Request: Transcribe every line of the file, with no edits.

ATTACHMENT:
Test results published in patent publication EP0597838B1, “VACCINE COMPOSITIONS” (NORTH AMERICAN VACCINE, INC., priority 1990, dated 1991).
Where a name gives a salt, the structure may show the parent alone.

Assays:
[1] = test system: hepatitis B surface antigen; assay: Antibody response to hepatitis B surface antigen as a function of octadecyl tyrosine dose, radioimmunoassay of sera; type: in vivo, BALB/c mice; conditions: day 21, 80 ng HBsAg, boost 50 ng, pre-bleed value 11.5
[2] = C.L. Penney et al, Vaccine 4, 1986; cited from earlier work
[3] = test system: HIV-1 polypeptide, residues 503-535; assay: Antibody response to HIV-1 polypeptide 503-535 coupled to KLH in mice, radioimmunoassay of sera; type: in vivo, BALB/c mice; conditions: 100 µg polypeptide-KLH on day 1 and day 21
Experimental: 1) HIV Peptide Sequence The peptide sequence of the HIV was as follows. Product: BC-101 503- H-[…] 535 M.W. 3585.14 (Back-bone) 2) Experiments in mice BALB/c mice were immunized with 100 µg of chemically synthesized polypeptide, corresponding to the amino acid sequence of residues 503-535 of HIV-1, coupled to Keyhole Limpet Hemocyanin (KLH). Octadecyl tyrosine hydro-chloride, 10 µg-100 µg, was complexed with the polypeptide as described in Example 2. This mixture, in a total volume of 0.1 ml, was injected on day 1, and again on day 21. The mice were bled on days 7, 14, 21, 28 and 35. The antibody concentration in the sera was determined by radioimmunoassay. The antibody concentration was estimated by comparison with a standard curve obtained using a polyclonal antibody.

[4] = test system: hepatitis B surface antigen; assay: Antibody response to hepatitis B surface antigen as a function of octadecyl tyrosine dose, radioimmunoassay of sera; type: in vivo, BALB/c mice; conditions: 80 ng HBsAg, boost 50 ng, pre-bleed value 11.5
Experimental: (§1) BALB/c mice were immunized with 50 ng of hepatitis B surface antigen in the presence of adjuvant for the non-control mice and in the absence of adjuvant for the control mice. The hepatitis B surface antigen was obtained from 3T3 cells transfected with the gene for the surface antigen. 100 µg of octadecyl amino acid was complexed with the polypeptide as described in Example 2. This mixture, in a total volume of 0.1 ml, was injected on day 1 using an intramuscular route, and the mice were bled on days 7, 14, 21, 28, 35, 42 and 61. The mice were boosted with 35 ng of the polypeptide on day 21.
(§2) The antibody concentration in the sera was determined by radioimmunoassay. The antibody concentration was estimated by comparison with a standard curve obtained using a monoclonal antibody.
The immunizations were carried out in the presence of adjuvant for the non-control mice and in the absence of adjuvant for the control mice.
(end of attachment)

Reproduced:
Test results published in patent publication EP0597838B1, “VACCINE COMPOSITIONS” (NORTH AMERICAN VACCINE, INC., priority 1990, dated 1991).
Where a name gives a salt, the structure may show the parent alone.

Assays:
[1] = test system: hepatitis B surface antigen; assay: Antibody response to hepatitis B surface antigen as a function of octadecyl tyrosine dose, radioimmunoassay of sera; type: in vivo, BALB/c mice; conditions: day 21, 80 ng HBsAg, boost 50 ng, pre-bleed value 11.5
[2] = C.L. Penney et al, Vaccine 4, 1986; cited from earlier work
[3] = test system: HIV-1 polypeptide, residues 503-535; assay: Antibody response to HIV-1 polypeptide 503-535 coupled to KLH in mice, radioimmunoassay of sera; type: in vivo, BALB/c mice; conditions: 100 µg polypeptide-KLH on day 1 and day 21
Experimental: 1) HIV Peptide Sequence The peptide sequence of the HIV was as follows. Product: BC-101 503- H-[…] 535 M.W. 3585.14 (Back-bone) 2) Experiments in mice BALB/c mice were immunized with 100 µg of chemically synthesized polypeptide, corresponding to the amino acid sequence of residues 503-535 of HIV-1, coupled to Keyhole Limpet Hemocyanin (KLH). Octadecyl tyrosine hydro-chloride, 10 µg-100 µg, was complexed with the polypeptide as described in Example 2. This mixture, in a total volume of 0.1 ml, was injected on day 1, and again on day 21. The mice were bled on days 7, 14, 21, 28 and 35. The antibody concentration in the sera was determined by radioimmunoassay. The antibody concentration was estimated by comparison with a standard curve obtained using a polyclonal antibody.

[4] = test system: hepatitis B surface antigen; assay: Antibody response to hepatitis B surface antigen as a function of octadecyl tyrosine dose, radioimmunoassay of sera; type: in vivo, BALB/c mice; conditions: 80 ng HBsAg, boost 50 ng, pre-bleed value 11.5
Experimental: (§1) BALB/c mice were immunized with 50 ng of hepatitis B surface antigen in the presence of adjuvant for the non-control mice and in the absence of adjuvant for the control mice. The hepatitis B surface antigen was obtained from 3T3 cells transfected with the gene for the surface antigen. 100 µg of octadecyl amino acid was complexed with the polypeptide as described in Example 2. This mixture, in a total volume of 0.1 ml, was injected on day 1 using an intramuscular route, and the mice were bled on days 7, 14, 21, 28, 35, 42 and 61. The mice were boosted with 35 ng of the polypeptide on day 21.
(§2) The antibody concentration in the sera was determined by radioimmunoassay. The antibody concentration was estimated by comparison with a standard curve obtained using a monoclonal antibody.
The immunizations were carried out in the presence of adjuvant for the non-control mice and in the absence of adjuvant for the control mice.